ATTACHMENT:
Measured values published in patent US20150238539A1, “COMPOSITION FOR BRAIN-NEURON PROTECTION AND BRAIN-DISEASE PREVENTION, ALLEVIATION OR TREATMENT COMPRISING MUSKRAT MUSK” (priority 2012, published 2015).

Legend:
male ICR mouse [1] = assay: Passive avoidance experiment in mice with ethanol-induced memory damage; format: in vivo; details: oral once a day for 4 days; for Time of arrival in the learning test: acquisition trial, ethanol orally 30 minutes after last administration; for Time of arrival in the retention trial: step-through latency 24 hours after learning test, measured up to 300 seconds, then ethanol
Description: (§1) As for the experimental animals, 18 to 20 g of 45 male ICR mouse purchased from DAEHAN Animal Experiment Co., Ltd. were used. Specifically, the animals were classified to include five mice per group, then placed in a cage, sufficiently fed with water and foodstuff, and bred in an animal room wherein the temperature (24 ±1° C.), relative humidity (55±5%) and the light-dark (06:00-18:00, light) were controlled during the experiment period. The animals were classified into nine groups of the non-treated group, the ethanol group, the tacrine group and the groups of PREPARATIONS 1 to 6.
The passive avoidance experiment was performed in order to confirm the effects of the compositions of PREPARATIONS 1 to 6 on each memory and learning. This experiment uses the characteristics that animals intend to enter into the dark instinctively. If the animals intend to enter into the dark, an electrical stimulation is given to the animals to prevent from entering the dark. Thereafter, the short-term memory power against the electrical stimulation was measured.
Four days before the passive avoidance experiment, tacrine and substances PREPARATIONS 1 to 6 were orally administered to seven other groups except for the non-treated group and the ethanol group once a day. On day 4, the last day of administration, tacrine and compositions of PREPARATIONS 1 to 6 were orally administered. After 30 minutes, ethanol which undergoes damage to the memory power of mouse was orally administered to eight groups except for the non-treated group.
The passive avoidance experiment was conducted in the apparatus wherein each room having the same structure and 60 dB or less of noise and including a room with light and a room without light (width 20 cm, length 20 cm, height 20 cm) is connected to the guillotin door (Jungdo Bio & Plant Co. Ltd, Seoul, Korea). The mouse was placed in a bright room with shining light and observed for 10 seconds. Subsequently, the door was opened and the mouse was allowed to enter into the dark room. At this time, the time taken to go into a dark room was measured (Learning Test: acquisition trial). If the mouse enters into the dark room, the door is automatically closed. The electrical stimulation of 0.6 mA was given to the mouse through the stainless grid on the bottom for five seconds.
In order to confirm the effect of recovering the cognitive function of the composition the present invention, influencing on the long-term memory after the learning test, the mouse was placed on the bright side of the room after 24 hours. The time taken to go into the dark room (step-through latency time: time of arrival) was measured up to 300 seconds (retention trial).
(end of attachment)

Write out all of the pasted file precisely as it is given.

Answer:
Measured values published in patent US20150238539A1, “COMPOSITION FOR BRAIN-NEURON PROTECTION AND BRAIN-DISEASE PREVENTION, ALLEVIATION OR TREATMENT COMPRISING MUSKRAT MUSK” (priority 2012, published 2015).

Legend:
male ICR mouse [1] = assay: Passive avoidance experiment in mice with ethanol-induced memory damage; format: in vivo; details: oral once a day for 4 days; for Time of arrival in the learning test: acquisition trial, ethanol orally 30 minutes after last administration; for Time of arrival in the retention trial: step-through latency 24 hours after learning test, measured up to 300 seconds, then ethanol
Description: (§1) As for the experimental animals, 18 to 20 g of 45 male ICR mouse purchased from DAEHAN Animal Experiment Co., Ltd. were used. Specifically, the animals were classified to include five mice per group, then placed in a cage, sufficiently fed with water and foodstuff, and bred in an animal room wherein the temperature (24 ±1° C.), relative humidity (55±5%) and the light-dark (06:00-18:00, light) were controlled during the experiment period. The animals were classified into nine groups of the non-treated group, the ethanol group, the tacrine group and the groups of PREPARATIONS 1 to 6.
The passive avoidance experiment was performed in order to confirm the effects of the compositions of PREPARATIONS 1 to 6 on each memory and learning. This experiment uses the characteristics that animals intend to enter into the dark instinctively. If the animals intend to enter into the dark, an electrical stimulation is given to the animals to prevent from entering the dark. Thereafter, the short-term memory power against the electrical stimulation was measured.
Four days before the passive avoidance experiment, tacrine and substances PREPARATIONS 1 to 6 were orally administered to seven other groups except for the non-treated group and the ethanol group once a day. On day 4, the last day of administration, tacrine and compositions of PREPARATIONS 1 to 6 were orally administered. After 30 minutes, ethanol which undergoes damage to the memory power of mouse was orally administered to eight groups except for the non-treated group.
The passive avoidance experiment was conducted in the apparatus wherein each room having the same structure and 60 dB or less of noise and including a room with light and a room without light (width 20 cm, length 20 cm, height 20 cm) is connected to the guillotin door (Jungdo Bio & Plant Co. Ltd, Seoul, Korea). The mouse was placed in a bright room with shining light and observed for 10 seconds. Subsequently, the door was opened and the mouse was allowed to enter into the dark room. At this time, the time taken to go into a dark room was measured (Learning Test: acquisition trial). If the mouse enters into the dark room, the door is automatically closed. The electrical stimulation of 0.6 mA was given to the mouse through the stainless grid on the bottom for five seconds.
In order to confirm the effect of recovering the cognitive function of the composition the present invention, influencing on the long-term memory after the learning test, the mouse was placed on the bright side of the room after 24 hours. The time taken to go into the dark room (step-through latency time: time of arrival) was measured up to 300 seconds (retention trial).